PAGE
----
The festival, spanning two weekends in April and May, will feature hundreds of the city’s most beloved musicians and a host of national headliners at the New Orleans Fair Grounds, a horse racing track that flooded and was seriously damaged by Hurricane Katrina in 2005.

Headliners for the first weekend, April 27-29, include Stewart, Van Morrison, Jones, Paisley, Ludacris and Bonnie Raitt. Steely Dan, ZZ Top, John Legend, Counting Crows and New Edition will perform the second weekend, May 4-6.

Harry Connick Jr., a New Orleans native, will close the festival. He is expected to perform selections from his Oh, My Nola album, due out Tuesday on Sony BMG’s Sony label. The CD covers New Orleans standards linked with the likes of Toussaint, Dr. John and Louis Armstrong and includes original material.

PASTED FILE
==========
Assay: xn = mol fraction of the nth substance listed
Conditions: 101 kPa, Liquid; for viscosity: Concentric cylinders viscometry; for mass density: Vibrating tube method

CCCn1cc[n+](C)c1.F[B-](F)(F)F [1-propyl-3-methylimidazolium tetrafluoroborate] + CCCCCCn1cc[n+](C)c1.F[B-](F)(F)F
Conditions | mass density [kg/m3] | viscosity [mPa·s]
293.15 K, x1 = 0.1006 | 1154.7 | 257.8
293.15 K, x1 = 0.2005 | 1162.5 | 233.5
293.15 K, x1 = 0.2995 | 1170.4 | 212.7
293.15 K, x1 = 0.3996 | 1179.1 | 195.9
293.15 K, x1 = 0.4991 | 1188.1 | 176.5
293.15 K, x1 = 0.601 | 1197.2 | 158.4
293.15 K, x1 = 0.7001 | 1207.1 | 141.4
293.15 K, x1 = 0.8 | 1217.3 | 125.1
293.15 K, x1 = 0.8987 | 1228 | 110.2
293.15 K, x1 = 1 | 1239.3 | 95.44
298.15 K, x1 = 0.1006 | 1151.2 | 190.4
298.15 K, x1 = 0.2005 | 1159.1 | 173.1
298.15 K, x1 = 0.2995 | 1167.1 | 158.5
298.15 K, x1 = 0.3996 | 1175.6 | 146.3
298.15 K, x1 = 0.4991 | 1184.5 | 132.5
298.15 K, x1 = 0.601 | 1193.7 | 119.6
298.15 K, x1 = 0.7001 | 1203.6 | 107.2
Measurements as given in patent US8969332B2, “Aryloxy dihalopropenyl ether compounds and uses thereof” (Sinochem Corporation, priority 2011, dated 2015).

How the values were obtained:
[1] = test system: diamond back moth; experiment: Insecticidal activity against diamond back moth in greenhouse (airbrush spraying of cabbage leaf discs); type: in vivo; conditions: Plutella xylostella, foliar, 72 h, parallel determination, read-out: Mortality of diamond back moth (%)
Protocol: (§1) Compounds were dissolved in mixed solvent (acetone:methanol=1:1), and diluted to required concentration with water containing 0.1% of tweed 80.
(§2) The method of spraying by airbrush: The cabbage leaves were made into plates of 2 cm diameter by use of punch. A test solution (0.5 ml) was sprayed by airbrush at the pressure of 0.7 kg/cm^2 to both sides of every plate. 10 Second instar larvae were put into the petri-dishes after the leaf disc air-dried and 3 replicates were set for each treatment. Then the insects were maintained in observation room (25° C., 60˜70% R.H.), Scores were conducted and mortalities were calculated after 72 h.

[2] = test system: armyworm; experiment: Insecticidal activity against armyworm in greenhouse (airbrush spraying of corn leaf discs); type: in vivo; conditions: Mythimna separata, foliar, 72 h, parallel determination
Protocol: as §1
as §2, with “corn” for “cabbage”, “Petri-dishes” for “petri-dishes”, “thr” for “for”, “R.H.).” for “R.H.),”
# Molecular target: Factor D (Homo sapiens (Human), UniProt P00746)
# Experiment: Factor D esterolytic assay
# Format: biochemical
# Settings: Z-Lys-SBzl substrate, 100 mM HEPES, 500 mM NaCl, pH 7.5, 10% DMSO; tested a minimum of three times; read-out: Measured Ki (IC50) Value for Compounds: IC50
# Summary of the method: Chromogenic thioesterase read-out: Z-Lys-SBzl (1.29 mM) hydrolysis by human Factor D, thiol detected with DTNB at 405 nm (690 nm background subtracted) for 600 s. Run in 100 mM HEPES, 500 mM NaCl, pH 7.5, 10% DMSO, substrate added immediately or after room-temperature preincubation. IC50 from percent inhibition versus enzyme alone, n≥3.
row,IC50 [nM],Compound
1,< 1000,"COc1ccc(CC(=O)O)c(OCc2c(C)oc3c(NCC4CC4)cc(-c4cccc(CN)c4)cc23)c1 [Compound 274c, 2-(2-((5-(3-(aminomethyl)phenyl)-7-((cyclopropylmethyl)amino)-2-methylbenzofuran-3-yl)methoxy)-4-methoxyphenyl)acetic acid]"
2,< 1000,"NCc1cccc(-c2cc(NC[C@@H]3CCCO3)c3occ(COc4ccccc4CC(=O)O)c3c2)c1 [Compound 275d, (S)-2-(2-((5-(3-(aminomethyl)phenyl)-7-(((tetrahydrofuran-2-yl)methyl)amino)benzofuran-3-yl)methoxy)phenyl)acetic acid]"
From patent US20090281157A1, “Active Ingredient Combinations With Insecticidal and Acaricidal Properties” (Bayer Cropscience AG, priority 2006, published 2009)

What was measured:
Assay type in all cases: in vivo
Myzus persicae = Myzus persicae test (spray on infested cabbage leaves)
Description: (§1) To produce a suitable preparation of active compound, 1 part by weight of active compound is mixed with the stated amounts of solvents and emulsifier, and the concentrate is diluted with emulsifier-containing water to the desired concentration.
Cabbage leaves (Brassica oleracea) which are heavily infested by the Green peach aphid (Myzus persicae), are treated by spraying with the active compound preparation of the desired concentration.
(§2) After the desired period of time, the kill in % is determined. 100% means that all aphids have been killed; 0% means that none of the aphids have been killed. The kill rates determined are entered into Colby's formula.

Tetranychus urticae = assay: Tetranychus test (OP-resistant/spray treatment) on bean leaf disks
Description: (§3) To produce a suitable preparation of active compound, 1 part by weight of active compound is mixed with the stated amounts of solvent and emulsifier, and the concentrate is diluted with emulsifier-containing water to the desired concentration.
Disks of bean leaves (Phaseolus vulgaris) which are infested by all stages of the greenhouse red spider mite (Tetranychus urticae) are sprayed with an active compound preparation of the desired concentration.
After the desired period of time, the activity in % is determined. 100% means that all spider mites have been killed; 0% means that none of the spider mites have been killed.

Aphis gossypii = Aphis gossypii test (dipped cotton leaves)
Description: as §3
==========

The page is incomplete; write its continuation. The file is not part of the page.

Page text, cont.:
“We have a lot of people who have never played the festival before and a lot of women headliners,” said Quint Davis, the festival’s producer.

Still, like last year, more than 80 percent of the performers are from Louisiana. “If you look at the lineup you see that the New Orleans music scene, which is really what this festival is all about, is as strong as ever,” he said.

Among New Orleans’ own who are scheduled to perform: Kermit Ruffins, Troy “Trombone Shorty” Andrews, Irvin Mayfield, Henry Butler, Clarence “Frogman” Henry, Ellis Marsalis, Rolan Guerin and Donald Harrison.

Pete Fountain, who performed at the first Jazz Fest in 1969, said he’s excited to perform again: “It means I’m still alive,” the 76-year-old jazz clarinetist said, laughing.

“It’s one of the highlights of my life, because, you know I played the first one, so it’s something special and something I look forward to every year,” Fountain said.